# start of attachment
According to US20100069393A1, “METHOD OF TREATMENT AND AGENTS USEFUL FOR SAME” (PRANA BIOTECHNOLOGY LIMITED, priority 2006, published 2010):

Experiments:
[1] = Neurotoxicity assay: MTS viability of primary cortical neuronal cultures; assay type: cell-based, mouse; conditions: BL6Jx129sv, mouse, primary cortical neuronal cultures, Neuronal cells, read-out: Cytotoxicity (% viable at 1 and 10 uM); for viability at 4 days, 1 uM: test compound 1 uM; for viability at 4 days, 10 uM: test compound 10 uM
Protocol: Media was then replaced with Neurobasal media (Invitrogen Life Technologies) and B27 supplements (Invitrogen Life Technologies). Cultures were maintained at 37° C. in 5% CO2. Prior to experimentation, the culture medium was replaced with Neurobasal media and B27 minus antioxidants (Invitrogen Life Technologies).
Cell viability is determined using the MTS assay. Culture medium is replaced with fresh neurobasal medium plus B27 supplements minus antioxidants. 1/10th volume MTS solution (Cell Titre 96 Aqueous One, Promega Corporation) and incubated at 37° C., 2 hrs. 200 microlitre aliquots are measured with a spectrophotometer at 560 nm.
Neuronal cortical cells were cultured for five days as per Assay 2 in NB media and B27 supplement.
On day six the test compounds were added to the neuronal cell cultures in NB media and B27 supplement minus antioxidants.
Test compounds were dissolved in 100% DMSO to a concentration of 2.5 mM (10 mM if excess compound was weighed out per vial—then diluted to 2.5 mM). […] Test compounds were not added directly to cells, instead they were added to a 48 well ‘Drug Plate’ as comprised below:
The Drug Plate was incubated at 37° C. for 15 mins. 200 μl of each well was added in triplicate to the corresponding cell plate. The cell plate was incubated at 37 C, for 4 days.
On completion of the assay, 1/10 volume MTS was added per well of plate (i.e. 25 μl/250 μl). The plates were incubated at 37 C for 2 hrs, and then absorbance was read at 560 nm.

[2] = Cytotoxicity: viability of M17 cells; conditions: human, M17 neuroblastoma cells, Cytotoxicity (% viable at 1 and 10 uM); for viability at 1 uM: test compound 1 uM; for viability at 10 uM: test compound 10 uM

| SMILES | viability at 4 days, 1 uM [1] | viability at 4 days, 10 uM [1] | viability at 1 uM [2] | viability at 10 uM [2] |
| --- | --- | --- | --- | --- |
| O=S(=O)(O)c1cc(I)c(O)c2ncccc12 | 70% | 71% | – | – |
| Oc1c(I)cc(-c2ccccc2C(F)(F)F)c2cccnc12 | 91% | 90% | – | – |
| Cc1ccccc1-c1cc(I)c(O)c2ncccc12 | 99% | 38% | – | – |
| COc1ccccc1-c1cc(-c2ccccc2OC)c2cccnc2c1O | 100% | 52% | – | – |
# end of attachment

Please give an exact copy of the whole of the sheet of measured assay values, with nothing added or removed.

According to US20100069393A1, “METHOD OF TREATMENT AND AGENTS USEFUL FOR SAME” (PRANA BIOTECHNOLOGY LIMITED, priority 2006, published 2010):

Experiments:
[1] = Neurotoxicity assay: MTS viability of primary cortical neuronal cultures; assay type: cell-based, mouse; conditions: BL6Jx129sv, mouse, primary cortical neuronal cultures, Neuronal cells, read-out: Cytotoxicity (% viable at 1 and 10 uM); for viability at 4 days, 1 uM: test compound 1 uM; for viability at 4 days, 10 uM: test compound 10 uM
Protocol: Media was then replaced with Neurobasal media (Invitrogen Life Technologies) and B27 supplements (Invitrogen Life Technologies). Cultures were maintained at 37° C. in 5% CO2. Prior to experimentation, the culture medium was replaced with Neurobasal media and B27 minus antioxidants (Invitrogen Life Technologies).
Cell viability is determined using the MTS assay. Culture medium is replaced with fresh neurobasal medium plus B27 supplements minus antioxidants. 1/10th volume MTS solution (Cell Titre 96 Aqueous One, Promega Corporation) and incubated at 37° C., 2 hrs. 200 microlitre aliquots are measured with a spectrophotometer at 560 nm.
Neuronal cortical cells were cultured for five days as per Assay 2 in NB media and B27 supplement.
On day six the test compounds were added to the neuronal cell cultures in NB media and B27 supplement minus antioxidants.
Test compounds were dissolved in 100% DMSO to a concentration of 2.5 mM (10 mM if excess compound was weighed out per vial—then diluted to 2.5 mM). […] Test compounds were not added directly to cells, instead they were added to a 48 well ‘Drug Plate’ as comprised below:
The Drug Plate was incubated at 37° C. for 15 mins. 200 μl of each well was added in triplicate to the corresponding cell plate. The cell plate was incubated at 37 C, for 4 days.
On completion of the assay, 1/10 volume MTS was added per well of plate (i.e. 25 μl/250 μl). The plates were incubated at 37 C for 2 hrs, and then absorbance was read at 560 nm.

[2] = Cytotoxicity: viability of M17 cells; conditions: human, M17 neuroblastoma cells, Cytotoxicity (% viable at 1 and 10 uM); for viability at 1 uM: test compound 1 uM; for viability at 10 uM: test compound 10 uM

| SMILES | viability at 4 days, 1 uM [1] | viability at 4 days, 10 uM [1] | viability at 1 uM [2] | viability at 10 uM [2] |
| --- | --- | --- | --- | --- |
| O=S(=O)(O)c1cc(I)c(O)c2ncccc12 | 70% | 71% | – | – |
| Oc1c(I)cc(-c2ccccc2C(F)(F)F)c2cccnc12 | 91% | 90% | – | – |
| Cc1ccccc1-c1cc(I)c(O)c2ncccc12 | 99% | 38% | – | – |
| COc1ccccc1-c1cc(-c2ccccc2OC)c2cccnc2c1O | 100% | 52% | – | – |